Effects of disordered eating and obesity on weight, craving, and food intake during ad libitum smoking and abstinence.


Journal Article

Although there is empirical support for the association between smoking, disordered eating, and subsequent weight gain upon smoking cessation, there have been no prospective studies to track changes in eating patterns during smoking abstinence and explore underlying biobehavioral processes. To help fill these gaps, we recruited four groups of women (N=48, 12/group) based on presence vs. absence of obesity and on low vs. high risk of severe dieting and/or binge-eating to participate in a laboratory study of eating in the context of ad libitum smoking and smoking abstinence. Participants [mean age 31.3 years; Fagerstrom Test of Nicotine Dependence (FTND) 4.3; smoking rate 18.7 cigarettes/day] completed two sessions: one after ad libitum smoking, the other after 2 days' smoking abstinence, in counterbalanced order. After a half-day's restricted eating, participants watched a video, with measured amounts of preselected preferred food available throughout. Cigarettes were available during the ad libitum smoking session. High-risk women weighed more after 2 days' abstinence than during the ad libitum smoking condition, whereas low-risk women did not differ across conditions. Nicotine craving changed significantly more in anticipation of nicotine deprivation for high-BMI women than their low-BMI counterparts. Caloric intake was marginally attenuated during abstinence for low-BMI compared with high-BMI participants (P<.10), an effect primarily accounted for by differences in protein intake (P<.10). These findings suggest that low-BMI women may be less prone to weight gain during early abstinence, possibly because they compensate for metabolic changes induced by nicotine washout by eating less. Craving increases experienced by high-BMI women during abstinence under conditions of food deprivation may contribute to difficulty quitting in these women.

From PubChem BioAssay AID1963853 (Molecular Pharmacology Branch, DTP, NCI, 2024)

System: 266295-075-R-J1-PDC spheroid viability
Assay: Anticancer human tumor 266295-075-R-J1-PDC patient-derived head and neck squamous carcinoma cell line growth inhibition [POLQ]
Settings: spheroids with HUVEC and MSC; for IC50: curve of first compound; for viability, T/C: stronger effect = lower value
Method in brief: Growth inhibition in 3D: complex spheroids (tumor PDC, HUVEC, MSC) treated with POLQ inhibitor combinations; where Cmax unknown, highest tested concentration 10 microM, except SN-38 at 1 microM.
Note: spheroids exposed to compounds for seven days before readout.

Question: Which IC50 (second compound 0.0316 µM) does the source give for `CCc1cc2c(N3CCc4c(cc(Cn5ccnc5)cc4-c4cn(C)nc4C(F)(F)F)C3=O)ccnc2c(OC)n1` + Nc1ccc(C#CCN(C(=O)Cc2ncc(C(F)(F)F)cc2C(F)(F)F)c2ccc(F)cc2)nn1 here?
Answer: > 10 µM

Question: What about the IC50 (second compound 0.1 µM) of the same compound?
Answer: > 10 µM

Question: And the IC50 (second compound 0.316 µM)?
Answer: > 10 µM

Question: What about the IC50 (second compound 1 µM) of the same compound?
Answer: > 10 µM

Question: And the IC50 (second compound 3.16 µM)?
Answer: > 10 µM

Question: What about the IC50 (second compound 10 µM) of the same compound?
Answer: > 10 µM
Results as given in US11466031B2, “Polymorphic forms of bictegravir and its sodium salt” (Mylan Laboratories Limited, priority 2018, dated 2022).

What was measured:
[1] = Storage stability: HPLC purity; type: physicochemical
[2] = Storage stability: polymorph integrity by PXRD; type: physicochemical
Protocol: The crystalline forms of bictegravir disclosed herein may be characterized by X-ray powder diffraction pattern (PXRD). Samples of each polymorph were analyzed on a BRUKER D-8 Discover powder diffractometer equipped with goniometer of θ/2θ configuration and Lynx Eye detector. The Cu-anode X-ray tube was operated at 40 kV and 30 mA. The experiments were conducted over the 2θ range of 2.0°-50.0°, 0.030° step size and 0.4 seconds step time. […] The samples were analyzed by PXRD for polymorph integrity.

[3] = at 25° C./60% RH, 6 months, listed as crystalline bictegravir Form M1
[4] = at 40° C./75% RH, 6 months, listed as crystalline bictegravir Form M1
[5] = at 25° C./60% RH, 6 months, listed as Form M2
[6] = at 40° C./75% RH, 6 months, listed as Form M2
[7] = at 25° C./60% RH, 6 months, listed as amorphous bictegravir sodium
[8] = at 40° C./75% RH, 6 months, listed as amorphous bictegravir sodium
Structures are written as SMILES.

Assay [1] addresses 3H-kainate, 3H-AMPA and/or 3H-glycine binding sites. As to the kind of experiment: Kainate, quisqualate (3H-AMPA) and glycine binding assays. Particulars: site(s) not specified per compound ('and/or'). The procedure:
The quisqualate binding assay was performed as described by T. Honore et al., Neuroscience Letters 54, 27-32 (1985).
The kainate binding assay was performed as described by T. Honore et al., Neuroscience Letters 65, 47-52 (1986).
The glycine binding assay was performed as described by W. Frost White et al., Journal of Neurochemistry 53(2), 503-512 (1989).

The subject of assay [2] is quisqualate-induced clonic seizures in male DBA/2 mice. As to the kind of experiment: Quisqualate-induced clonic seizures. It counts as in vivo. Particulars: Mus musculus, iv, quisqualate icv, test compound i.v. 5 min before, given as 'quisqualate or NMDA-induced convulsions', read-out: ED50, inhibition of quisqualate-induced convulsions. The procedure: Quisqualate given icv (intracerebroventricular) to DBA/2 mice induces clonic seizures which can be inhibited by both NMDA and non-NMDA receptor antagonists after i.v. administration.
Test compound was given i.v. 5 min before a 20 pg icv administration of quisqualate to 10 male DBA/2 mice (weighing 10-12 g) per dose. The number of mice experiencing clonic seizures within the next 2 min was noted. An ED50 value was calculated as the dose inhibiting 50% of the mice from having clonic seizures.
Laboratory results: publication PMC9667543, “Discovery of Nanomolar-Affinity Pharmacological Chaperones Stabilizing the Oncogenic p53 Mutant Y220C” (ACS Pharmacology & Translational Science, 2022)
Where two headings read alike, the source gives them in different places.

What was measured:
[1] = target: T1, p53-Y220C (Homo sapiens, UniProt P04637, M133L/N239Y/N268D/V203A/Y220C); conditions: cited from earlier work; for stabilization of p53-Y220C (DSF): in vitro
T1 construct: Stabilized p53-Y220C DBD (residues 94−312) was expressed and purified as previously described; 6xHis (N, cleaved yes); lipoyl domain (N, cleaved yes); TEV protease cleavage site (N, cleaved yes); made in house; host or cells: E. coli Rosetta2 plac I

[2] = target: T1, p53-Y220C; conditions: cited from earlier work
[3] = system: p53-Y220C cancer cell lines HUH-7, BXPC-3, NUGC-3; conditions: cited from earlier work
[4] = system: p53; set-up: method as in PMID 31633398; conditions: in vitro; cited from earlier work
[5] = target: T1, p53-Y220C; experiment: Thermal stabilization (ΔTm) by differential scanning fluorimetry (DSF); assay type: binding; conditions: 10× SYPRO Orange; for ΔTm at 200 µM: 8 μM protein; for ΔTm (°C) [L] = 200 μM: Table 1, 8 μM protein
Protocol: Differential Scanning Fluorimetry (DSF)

Full Text

Duke Authors

Cited Authors

  • Saules, KK; Pomerleau, CS; Snedecor, SM; Brouwer, RN; Rosenberg, EEM

Published Date

  • November 2004

Published In

Volume / Issue

  • 5 / 4

Start / End Page

  • 353 - 363

PubMed ID

  • 15488449

Pubmed Central ID

  • 15488449

Electronic International Standard Serial Number (EISSN)

  • 1873-7358

International Standard Serial Number (ISSN)

  • 1471-0153

Digital Object Identifier (DOI)

  • 10.1016/j.eatbeh.2004.04.011


  • eng